2018 Tree Conference

2018 Tree Conference

Just Announced 

2018 Urban Forestry Conference

February 1, 2018

Arlington Convention Center
1200 Ballpark Way
Arlington, TX. 76011

 The Crosstimbers Urban Forestry Council and Trinity Blacklands Urban Forestry Council are teaming up with North Texas Nursery Growers for the 2018 conference.  This collaboration will allow attendees to continue to have the top notch class that everyone is accustomed to and access to North Texas Nursery Growers trade show.  More information coming soon.

Emerald Ash Borer

Emerald Ash Borer

Emerald Ash Borer: The Ash Nightmare

By Rachel Murray

Many US cities are preparing for an Emerald Ash Borer, Agrilus planipennis (EAB) invasion. The EAB is native to northern Asia, but was discovered in Michigan and Ontario in 2002. The adult EAB has a bright outer metallic green color, with copper colored abdominal. It is roughly half an inch long, and only one eighth of inch wide. The EAB larva is milky white with bell shaped segments. Since it is discovery it has spread to over 25 states and most of eastern Canada. The invasion continues to move west. Already 70 million ash trees have been infected and there is a chance of losing a large percentage ash trees in North America. East Texas has already been affected by the EAB. There is a chance that EABs will travel to the DWF metroplex.

You can easily identify if your tree has been infected or not. When an EAB larva bores in to an ash tree, they create a winding S shape path, called galleries. These galleries become visible when the bark begins to split. If your tree is infected, callous tissue will start to form causing the bark to become weak. Another thing to look out for is D shape holes. After they become an adult, the EAB exits the tree and create the hole. You can recognize if your tree has been infected by checking for the S shaped galleries and D shape holes. A citizen can also observe if the tree has been infected by watching for  epicormic shoots.  Epicormic shoots are small shoots that grow from previously dormant branches. If you can identify these factors on your tree, it is likely it has been infected and needs to be treated.

There is multiple ways for you to prevent the invasion of EAB. Most time if an ash tree gets infected it will die in 2-3 years. At this time it would be helpful for you to remove your tree and replace it with another species.  As a citizen you can also spray/inject pesticides for your ash tree. You will have to do this annually, but most the time is will protect your trees from the EAB. To reduce the spread of EAB larvae, do not bring any firewood or ash wood into the area. Even after a tree is cut down the EAB larva can survive and continue to infect the area. Also when you do store firewood, be sure to always keep it away from existing trees, in case of any other pests.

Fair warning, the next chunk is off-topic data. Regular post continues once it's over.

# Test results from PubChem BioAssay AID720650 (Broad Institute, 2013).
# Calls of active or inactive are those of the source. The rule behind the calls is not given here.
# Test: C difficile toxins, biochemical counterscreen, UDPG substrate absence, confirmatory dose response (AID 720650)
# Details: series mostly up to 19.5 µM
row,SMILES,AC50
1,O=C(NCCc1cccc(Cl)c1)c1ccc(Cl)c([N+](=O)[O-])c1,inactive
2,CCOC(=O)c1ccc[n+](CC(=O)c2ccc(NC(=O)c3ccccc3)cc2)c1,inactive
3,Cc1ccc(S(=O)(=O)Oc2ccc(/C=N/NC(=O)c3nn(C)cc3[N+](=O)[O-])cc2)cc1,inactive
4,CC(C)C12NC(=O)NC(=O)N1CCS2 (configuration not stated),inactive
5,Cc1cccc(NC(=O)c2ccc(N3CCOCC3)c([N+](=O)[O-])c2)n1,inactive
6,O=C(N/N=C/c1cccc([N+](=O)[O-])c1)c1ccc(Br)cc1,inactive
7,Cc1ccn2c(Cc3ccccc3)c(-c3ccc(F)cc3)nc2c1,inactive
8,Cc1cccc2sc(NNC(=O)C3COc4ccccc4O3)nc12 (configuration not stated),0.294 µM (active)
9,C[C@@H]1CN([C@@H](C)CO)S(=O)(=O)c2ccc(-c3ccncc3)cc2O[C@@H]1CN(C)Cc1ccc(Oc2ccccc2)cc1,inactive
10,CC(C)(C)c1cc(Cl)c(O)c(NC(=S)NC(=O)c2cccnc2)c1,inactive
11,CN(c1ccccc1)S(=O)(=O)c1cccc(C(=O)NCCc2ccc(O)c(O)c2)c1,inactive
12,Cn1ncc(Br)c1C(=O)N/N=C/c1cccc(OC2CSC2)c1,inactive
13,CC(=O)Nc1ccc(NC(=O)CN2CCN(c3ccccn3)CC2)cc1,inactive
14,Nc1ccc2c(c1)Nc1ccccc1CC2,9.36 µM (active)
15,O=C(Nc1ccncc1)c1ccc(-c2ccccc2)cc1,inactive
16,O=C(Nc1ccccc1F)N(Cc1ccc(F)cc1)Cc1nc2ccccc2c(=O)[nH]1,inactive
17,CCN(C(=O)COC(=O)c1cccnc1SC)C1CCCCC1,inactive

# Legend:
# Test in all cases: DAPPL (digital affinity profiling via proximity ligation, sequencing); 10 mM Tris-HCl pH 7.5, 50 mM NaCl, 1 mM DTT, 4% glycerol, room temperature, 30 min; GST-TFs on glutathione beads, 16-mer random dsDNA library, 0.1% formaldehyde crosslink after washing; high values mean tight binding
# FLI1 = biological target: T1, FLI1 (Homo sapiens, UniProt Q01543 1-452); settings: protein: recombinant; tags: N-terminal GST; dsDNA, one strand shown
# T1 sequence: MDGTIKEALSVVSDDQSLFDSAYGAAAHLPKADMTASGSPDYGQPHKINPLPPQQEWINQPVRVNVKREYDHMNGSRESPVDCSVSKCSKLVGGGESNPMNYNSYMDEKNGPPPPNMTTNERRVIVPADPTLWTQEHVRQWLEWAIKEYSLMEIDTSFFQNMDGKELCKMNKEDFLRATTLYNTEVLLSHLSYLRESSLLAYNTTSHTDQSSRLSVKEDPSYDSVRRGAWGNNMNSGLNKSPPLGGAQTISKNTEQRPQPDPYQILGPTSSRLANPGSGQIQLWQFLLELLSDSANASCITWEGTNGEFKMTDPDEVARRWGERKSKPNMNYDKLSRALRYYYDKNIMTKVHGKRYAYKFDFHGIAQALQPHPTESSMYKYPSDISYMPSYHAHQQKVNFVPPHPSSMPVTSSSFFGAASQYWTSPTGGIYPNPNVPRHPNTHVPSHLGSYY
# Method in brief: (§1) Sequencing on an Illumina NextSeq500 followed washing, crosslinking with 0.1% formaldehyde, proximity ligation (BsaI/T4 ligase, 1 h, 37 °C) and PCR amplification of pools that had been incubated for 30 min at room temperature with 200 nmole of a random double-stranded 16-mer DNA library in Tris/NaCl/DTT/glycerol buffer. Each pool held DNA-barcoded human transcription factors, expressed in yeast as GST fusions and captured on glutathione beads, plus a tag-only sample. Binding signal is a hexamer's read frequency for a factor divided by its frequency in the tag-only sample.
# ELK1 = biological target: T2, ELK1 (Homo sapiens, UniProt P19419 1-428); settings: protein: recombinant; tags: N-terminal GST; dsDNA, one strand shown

Being observant of signs and knowing the prevention’s can help us stay protected from the emerald Ash Borer.

Picture credits:

Arbor Day Foundation

Emeraldashborer.info

Forestry Scholarship

Forestry Scholarship

Every year the Cross Timber’s Urban Forester Council helps student fulfill there forestry career dreams by giving scholarships.  We give out 2 scholarships in total for $1000 each.  Each scholarship recipient is required to complete an application that states need, forestry goals, and how they plan on helping the urban forest in Texas.

 

The following is a letter from one of our recipients.

May 3, 2017

Mr. Gareth Harrier
Cross Timbers Urban Forestry Council
11376 Kline Dr.
Dallas, TX 75229

Dear Mr. Gareth Harrier,

I am sincerely honored to have been selected as the recipient of the Cross Timbers Urban Forestry Council Scholarship. Thank you for your generosity, which has allowed me to focus on my course load without worrying about financial matters.

As I complete my education at Stephen F. Austin University, I am very thankful for receiving your thoughtful gift. Because of your scholarship, I will achieve my goal of a college degree in urban forestry.

Thank you again for your thoughtful and generous gift.

Sincerely,

Laura Glenn

Senior – Urban Forestry

2017 Urban Forestry Conference

2017 Urban Forestry Conference

 

The Crosstimbers Urban Forestry Council and Trinity Blacklands Urban Forestry Council would like to thank The Summit and the City of Grand Prairie for hosting our 2017 Urban Forestry Conference.

This was a great conference with almost 200 in attendance, 14 sponsors and 6 speakers.

For Conference Details Click here

Thank you to all of our speakers

Elden LeBrun with Bartlett Tree Care, Guy LeBlanc with Arbor Vitae Tree Care, Dave Appel with Texas A&M Agrilife Extension, Darrell Downey with Engineered Watering Solutions, Matt Klippstein with Husqvarna and John Giedraitis with ISAT.

We would also like to thank all of our sponsors, who make this conference possible.

Engineered

Watering

Solutions

Arbor Vitae

Tree Care

Guy LeBlanc